The Car Doctor

Cheap oil filters, clicking drivetrain, worn wheel bearing

By John Paul, AAA Car Doctor
July 24, 2008

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Q. It's bad enough that Chinese manufacturers have put formaldehyde in our toothpaste and put poison in our pet food, but now a Chinese-made oil filter has killed the engine in my car. My very reliable local garage was purchased by a guy who, I think, wanted to cut his costs and started using cheap oil filters. What happened was that one of these oil filters shed its plastic lining and filled the engine with small plastic bits. I learned that this was what happened when the pick-up tube from the oil pan clogged up with the plastic pieces and no oil could get through. Consumers should be aware that these oil filters are out there on the market.

A. The oil filter is the life of the car and using a cheap oil filter is certainly one way to shorten the life of any engine. The problem is it is not just cheap oil filters. In the last 10 years there have been many cases of counterfeit auto parts and oil filters are just one of those parts. This is one of those cases when it is important have your car serviced by a garage that will not just stand behind their labor, but the parts they install as well.

Q. A few weeks ago while in low range with my four-wheel drive 2001 Ford F-150 SuperCrew I heard a thunderous clunk. I attempted to switch back to two-wheel-drive but it would not switch back. For the next two miles I drove at about 12 miles per hour. Only then could I shift back to two-wheel drive. The problem now is that when starting from a complete stop there is a tinny clicking sound. This sound doesn't happen when accelerating on the highway, just when starting from a stopped position. This sound is completely absent when engaged in four-wheel drive. Since this episode the truck shifts easily from two to four-wheel drive. What is going on?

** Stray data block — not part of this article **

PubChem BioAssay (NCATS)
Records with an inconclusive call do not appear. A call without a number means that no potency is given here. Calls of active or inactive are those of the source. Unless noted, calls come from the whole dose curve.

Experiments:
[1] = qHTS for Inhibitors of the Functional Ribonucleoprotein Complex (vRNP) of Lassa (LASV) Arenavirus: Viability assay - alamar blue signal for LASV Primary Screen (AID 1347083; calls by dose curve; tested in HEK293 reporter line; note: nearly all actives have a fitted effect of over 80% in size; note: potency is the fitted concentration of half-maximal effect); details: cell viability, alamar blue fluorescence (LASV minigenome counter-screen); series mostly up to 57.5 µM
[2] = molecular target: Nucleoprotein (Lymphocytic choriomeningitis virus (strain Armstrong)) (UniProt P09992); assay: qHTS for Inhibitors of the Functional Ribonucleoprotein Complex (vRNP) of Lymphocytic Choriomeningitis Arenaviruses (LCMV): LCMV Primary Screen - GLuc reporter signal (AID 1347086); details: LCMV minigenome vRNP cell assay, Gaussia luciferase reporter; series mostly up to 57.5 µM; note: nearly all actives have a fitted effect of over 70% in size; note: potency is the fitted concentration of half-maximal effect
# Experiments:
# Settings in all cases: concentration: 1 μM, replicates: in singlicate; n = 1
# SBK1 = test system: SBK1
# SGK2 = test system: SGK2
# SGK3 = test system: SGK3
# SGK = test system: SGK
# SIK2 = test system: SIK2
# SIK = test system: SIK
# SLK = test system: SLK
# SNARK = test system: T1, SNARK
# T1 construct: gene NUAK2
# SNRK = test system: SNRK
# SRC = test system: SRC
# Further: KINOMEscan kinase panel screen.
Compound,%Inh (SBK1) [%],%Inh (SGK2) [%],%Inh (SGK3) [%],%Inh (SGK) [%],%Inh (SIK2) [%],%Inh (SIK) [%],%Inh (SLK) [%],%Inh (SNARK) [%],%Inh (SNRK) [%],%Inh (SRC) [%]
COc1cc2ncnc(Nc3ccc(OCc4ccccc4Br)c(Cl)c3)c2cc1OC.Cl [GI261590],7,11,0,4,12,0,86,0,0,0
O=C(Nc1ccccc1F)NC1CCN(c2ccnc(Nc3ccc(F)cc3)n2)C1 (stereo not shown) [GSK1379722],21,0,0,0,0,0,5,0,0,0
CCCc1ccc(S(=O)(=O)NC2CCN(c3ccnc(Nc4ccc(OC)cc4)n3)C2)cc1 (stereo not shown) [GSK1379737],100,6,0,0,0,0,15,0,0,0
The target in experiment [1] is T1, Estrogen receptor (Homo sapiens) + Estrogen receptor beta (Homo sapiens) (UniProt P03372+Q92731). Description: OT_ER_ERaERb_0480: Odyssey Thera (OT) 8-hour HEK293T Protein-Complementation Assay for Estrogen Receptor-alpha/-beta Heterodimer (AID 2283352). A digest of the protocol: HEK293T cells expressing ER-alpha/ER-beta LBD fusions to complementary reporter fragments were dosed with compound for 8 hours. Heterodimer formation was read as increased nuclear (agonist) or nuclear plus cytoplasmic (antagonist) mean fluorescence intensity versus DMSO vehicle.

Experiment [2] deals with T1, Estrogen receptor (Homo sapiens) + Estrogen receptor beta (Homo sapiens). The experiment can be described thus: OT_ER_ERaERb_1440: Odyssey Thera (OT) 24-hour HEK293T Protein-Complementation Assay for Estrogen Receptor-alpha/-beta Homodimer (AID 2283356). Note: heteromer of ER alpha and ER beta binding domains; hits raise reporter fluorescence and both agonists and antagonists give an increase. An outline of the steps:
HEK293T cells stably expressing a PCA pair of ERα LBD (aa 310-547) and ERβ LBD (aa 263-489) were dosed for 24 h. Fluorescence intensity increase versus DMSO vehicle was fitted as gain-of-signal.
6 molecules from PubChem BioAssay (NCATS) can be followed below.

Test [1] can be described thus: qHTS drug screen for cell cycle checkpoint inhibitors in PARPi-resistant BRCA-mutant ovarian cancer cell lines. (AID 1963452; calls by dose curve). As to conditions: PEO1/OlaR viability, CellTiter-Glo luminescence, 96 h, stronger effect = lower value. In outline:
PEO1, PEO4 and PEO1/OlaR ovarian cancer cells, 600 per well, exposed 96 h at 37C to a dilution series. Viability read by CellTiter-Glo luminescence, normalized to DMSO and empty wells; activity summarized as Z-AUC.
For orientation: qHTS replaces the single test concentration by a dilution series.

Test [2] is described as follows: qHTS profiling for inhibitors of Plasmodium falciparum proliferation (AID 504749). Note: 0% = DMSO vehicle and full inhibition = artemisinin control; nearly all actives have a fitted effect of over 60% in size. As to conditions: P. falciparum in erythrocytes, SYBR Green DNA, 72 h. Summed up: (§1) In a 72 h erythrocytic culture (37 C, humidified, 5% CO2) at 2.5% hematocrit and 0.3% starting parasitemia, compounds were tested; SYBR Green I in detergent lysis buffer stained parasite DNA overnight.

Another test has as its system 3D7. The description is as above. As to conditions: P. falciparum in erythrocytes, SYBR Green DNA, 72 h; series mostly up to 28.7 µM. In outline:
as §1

A. The noise could be related to the transfer case, front differential, drive shaft or front hubs. At this point the truck needs to go to a repair shop that can identify the noise. This is generally done by running the truck on a lift to pinpoint the origin of the noise and the components affected. As a side note the low range of a four-wheel drive system is designed for crawling along at very low speeds. Driving at higher speeds can cause catastrophic damage to the vehicle drivetrain.

Q. When a wheel bearing is going bad will it make my car shake when I drive over 65 miles per hour? If not, how do I know I need a wheel bearing?

A. A worn wheel bearing will typically make a growling noise when driving. The noise may change intensity when steering left or right. A vibration at 65 miles per hour could be caused by a damaged wheel, badly worn or out of balance tire or worn steering system component.

Q. I have a 1985 Pontiac Fiero with 29,000 original miles. My problem is the car ran great one day but the next it would start, then shut off. The car has fuel and I have replaced the spark plugs, distributor cap and rotor and still have the same problem. Any ideas?

A. First take a look at all the basics. A faulty exhaust gas recirculation valve or large vacuum leak could be the problem. Once the simple things are ruled out take a look at the ignition coil, valve timing, fuel pump and fuel pressure. Don't rule out the possibility of contaminated fuel.

Q. I have a 2000 Land Rover Discovery II and I am unable to start the vehicle. It will start when the engine is cold but once you drive it and turn the engine off for five minutes you can't start it again. Can you tell me what might be happening and how to fix it?

A. One area to look at is the crankshaft sensor. A good technician will use a lab scope and check the voltage of the sensor. A weak signal will cause just this problem.